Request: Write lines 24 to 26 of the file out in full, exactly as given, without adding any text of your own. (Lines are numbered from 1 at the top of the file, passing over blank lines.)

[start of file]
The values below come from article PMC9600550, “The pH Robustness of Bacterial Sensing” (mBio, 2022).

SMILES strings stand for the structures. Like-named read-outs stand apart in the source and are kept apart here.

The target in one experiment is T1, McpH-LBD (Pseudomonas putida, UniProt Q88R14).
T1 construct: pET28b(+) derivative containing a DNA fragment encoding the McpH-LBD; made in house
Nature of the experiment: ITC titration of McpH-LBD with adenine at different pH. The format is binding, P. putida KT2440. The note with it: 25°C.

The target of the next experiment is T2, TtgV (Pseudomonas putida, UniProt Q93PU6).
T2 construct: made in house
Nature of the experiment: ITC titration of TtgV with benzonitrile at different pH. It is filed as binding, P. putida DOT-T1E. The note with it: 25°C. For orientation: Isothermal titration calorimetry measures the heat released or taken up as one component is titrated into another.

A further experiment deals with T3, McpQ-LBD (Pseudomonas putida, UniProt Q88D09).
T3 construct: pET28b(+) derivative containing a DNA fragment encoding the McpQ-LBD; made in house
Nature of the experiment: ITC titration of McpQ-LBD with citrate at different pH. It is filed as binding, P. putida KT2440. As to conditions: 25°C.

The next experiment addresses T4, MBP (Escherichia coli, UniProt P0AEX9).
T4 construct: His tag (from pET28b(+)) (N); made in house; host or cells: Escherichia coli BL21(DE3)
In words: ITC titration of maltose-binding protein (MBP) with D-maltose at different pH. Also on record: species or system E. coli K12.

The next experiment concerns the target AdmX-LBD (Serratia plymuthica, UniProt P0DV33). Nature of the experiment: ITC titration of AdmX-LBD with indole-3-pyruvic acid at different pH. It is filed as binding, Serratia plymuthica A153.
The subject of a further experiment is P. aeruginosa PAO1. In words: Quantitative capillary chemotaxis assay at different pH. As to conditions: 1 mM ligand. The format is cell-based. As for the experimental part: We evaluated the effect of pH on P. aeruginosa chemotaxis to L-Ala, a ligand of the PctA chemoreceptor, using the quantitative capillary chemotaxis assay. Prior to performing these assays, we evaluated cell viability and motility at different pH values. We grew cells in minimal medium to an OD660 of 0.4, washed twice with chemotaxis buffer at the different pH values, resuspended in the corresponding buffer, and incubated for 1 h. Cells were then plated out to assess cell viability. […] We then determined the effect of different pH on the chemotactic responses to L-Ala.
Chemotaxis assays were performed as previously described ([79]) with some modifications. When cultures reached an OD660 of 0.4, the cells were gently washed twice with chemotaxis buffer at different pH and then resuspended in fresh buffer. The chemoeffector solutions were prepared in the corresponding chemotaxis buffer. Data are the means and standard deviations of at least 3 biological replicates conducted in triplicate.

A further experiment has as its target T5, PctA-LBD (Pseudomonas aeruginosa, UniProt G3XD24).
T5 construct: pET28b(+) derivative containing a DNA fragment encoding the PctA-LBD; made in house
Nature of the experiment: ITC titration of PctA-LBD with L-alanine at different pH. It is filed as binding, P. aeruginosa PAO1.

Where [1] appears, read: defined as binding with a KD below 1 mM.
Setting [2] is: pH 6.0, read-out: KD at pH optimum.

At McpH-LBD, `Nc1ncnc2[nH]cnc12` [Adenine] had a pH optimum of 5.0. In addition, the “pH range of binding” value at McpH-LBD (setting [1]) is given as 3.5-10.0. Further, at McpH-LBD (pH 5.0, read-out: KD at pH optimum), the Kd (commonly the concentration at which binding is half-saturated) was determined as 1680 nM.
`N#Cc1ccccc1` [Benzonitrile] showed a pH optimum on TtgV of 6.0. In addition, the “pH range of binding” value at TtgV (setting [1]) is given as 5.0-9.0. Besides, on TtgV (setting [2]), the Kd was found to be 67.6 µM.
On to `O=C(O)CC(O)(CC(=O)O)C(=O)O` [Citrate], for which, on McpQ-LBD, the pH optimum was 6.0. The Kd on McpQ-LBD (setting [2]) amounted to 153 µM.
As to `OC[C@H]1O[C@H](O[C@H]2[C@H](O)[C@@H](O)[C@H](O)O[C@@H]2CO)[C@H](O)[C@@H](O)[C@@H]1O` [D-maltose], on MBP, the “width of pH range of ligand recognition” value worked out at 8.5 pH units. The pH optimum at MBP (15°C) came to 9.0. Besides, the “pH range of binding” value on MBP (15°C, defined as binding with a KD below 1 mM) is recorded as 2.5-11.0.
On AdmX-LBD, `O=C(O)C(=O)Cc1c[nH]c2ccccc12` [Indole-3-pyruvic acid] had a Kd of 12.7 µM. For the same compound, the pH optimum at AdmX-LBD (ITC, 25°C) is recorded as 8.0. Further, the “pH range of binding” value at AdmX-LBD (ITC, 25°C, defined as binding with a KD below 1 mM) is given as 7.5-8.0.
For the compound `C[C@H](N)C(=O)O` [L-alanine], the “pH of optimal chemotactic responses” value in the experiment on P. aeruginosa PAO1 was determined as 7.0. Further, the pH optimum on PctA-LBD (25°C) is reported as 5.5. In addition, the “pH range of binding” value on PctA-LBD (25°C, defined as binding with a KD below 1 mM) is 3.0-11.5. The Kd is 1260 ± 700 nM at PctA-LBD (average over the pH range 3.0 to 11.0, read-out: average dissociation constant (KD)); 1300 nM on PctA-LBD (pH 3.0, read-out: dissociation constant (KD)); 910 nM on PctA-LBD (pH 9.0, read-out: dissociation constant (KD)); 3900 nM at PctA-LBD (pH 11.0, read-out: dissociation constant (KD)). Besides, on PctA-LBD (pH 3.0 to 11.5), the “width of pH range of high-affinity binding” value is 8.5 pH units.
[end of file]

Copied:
`N#Cc1ccccc1` [Benzonitrile] showed a pH optimum on TtgV of 6.0. In addition, the “pH range of binding” value at TtgV (setting [1]) is given as 5.0-9.0. Besides, on TtgV (setting [2]), the Kd was found to be 67.6 µM.
On to `O=C(O)CC(O)(CC(=O)O)C(=O)O` [Citrate], for which, on McpQ-LBD, the pH optimum was 6.0. The Kd on McpQ-LBD (setting [2]) amounted to 153 µM.
As to `OC[C@H]1O[C@H](O[C@H]2[C@H](O)[C@@H](O)[C@H](O)O[C@@H]2CO)[C@H](O)[C@@H](O)[C@@H]1O` [D-maltose], on MBP, the “width of pH range of ligand recognition” value worked out at 8.5 pH units. The pH optimum at MBP (15°C) came to 9.0. Besides, the “pH range of binding” value on MBP (15°C, defined as binding with a KD below 1 mM) is recorded as 2.5-11.0.